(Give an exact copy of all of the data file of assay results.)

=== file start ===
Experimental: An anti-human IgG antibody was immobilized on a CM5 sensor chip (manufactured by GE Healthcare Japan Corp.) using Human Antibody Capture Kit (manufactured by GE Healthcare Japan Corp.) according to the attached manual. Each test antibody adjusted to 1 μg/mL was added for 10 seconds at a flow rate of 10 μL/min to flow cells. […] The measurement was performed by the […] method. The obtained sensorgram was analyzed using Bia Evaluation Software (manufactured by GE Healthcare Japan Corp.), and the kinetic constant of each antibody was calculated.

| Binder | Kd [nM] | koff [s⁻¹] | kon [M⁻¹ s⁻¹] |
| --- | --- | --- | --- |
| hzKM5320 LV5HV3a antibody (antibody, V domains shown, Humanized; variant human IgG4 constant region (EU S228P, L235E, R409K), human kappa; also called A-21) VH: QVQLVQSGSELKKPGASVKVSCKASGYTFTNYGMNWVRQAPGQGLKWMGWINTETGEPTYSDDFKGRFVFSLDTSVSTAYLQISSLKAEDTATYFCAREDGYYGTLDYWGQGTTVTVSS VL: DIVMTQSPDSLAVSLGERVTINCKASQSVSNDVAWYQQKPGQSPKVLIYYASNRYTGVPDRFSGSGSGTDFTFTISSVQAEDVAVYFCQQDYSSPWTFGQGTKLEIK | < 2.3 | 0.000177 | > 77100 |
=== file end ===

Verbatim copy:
Experimental: An anti-human IgG antibody was immobilized on a CM5 sensor chip (manufactured by GE Healthcare Japan Corp.) using Human Antibody Capture Kit (manufactured by GE Healthcare Japan Corp.) according to the attached manual. Each test antibody adjusted to 1 μg/mL was added for 10 seconds at a flow rate of 10 μL/min to flow cells. […] The measurement was performed by the […] method. The obtained sensorgram was analyzed using Bia Evaluation Software (manufactured by GE Healthcare Japan Corp.), and the kinetic constant of each antibody was calculated.

| Binder | Kd [nM] | koff [s⁻¹] | kon [M⁻¹ s⁻¹] |
| --- | --- | --- | --- |
| hzKM5320 LV5HV3a antibody (antibody, V domains shown, Humanized; variant human IgG4 constant region (EU S228P, L235E, R409K), human kappa; also called A-21) VH: QVQLVQSGSELKKPGASVKVSCKASGYTFTNYGMNWVRQAPGQGLKWMGWINTETGEPTYSDDFKGRFVFSLDTSVSTAYLQISSLKAEDTATYFCAREDGYYGTLDYWGQGTTVTVSS VL: DIVMTQSPDSLAVSLGERVTINCKASQSVSNDVAWYQQKPGQSPKVLIYYASNRYTGVPDRFSGSGSGTDFTFTISSVQAEDVAVYFCQQDYSSPWTFGQGTKLEIK | < 2.3 | 0.000177 | > 77100 |